Sunday, February 5, 2012

Taubman Art Museum

So it's been a while since my last post due to my architecture thesis, but I thought I'd write about a building and lesson learned regarding my thesis research. The site of my thesis happens to be in downtown Roanoke VA, a city with a long history that once thrived on the railroad industry but it now seems to be stuck in place, keeping it as the forgotten step-child of Virginia's other big cities like Richmond, Norfolk/Hampton Roads and those of Nothern Va.

So that brings us to the Taubman Art Museum by Randall Stout, a graduate of the Frank Gehry school of complex forms and pointy edges. Now I have to admit, as in some of my other post, I have never been a fan Gehry and his style of Deconstructivism, but I actually find myself defending Stout's Taubman Museum of Art. The building itself is lucky to have actually even been built with the strict and very public opposition it received from residents and its still a hot topic years after. Now the building itself is nothing like the standard brick masonry facades of the rest of the downtown, but thats exactly what the city needed, a breath of fresh air and a step forward in establishing an identity for the city.

Structure of Pointed Atrium

From Interstate 581, the large pointed glass atrium can be seen by all those passing through the city and makes for an impressive entrance for those exiting off into the downtown.  Open to the south, light shelves are placed inside the glass to help control the light in addition to the coating  on them, helping to regulate the heat gain. The shadows from the steel structure dance across the floor and along the large stairwell as the day progresses, giving the space an even more dynamic feel and making for a nice event space.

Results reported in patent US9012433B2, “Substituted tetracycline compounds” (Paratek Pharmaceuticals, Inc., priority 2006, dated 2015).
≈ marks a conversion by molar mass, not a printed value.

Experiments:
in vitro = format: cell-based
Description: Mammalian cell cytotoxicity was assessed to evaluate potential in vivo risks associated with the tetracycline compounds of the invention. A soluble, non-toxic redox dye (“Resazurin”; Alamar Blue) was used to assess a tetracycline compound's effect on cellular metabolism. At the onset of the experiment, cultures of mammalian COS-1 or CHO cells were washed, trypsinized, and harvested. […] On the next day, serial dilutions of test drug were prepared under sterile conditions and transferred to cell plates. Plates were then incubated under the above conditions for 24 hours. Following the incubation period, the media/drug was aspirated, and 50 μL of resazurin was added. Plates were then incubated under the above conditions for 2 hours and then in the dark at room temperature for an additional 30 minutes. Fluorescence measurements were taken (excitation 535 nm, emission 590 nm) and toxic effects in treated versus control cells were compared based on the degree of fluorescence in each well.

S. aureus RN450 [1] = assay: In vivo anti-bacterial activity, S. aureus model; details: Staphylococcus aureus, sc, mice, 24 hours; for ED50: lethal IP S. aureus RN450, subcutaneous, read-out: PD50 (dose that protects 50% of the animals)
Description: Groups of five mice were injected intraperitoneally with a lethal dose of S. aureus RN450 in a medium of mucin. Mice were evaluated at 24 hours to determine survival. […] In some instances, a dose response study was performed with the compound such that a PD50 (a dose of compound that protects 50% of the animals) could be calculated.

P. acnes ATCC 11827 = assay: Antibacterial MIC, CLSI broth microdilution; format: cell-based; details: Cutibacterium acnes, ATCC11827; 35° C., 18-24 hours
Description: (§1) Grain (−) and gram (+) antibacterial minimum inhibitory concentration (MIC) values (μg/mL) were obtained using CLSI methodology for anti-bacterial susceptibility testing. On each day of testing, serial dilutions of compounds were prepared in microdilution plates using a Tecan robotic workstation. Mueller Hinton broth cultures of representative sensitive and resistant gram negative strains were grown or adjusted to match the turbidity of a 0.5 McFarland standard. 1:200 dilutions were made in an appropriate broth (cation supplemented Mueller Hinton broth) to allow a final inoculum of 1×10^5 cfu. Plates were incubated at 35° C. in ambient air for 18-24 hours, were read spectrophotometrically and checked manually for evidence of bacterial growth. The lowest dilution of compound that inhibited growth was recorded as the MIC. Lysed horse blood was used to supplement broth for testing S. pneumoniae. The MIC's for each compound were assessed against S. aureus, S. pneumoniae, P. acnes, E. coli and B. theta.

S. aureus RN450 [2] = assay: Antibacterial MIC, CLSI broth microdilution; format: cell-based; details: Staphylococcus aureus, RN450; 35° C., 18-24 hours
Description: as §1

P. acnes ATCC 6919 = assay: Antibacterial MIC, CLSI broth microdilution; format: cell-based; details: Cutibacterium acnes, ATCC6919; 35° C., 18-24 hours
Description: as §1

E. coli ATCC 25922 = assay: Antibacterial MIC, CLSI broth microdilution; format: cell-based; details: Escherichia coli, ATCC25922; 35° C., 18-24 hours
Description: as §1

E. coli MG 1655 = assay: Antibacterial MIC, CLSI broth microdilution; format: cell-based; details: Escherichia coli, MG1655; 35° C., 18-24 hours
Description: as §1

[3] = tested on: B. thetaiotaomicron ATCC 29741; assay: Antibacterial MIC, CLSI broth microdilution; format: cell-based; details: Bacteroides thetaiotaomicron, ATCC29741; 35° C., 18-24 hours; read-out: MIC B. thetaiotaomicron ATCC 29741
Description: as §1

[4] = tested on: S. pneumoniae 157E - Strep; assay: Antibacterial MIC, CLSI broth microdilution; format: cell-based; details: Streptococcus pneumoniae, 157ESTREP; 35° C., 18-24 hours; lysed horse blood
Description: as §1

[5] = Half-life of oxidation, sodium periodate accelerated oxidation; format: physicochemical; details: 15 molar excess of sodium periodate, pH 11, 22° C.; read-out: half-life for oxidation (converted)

Shadows on the grand staircase

 Up the grand staircase to the second floor is where the galleries begin. The galleries themselves are made up of about eight separate rooms but all in all does not seem like a lot in comparison to the size of the building. Nice attention is given to give views of the city from opposite end of the hallway with diffused natural and artificial light light the path through the galleries.

Piano in the Shadows

Perhaps the strongest part of the museum is the use of material and the play of light and shadow. The rustic look of the stone on the back end actually works well with the metal roof and the large glass spans help bridge between the two and give transparency to the architecture. The form itself sets up unique shadows and reflections of itself as well and the surrounding buildings.

Play of light and shadow

So after a few visits to the Taubman, I have actually come to respect it a lot more. It's intentions may not be perfect, but it gives the city something unique and has the potential to draw in passerbys interested by the form. Theres no doubt that it will continue to be a topic of conversation among residents, but hopefully with its completion it marks a transition for the city into a new way of thinking. Tradition and history should be respected but that doesn't mean you should reject new ideas and ways of thinking, something that will hopefully lead to growth and more opportunity in Roanoke.

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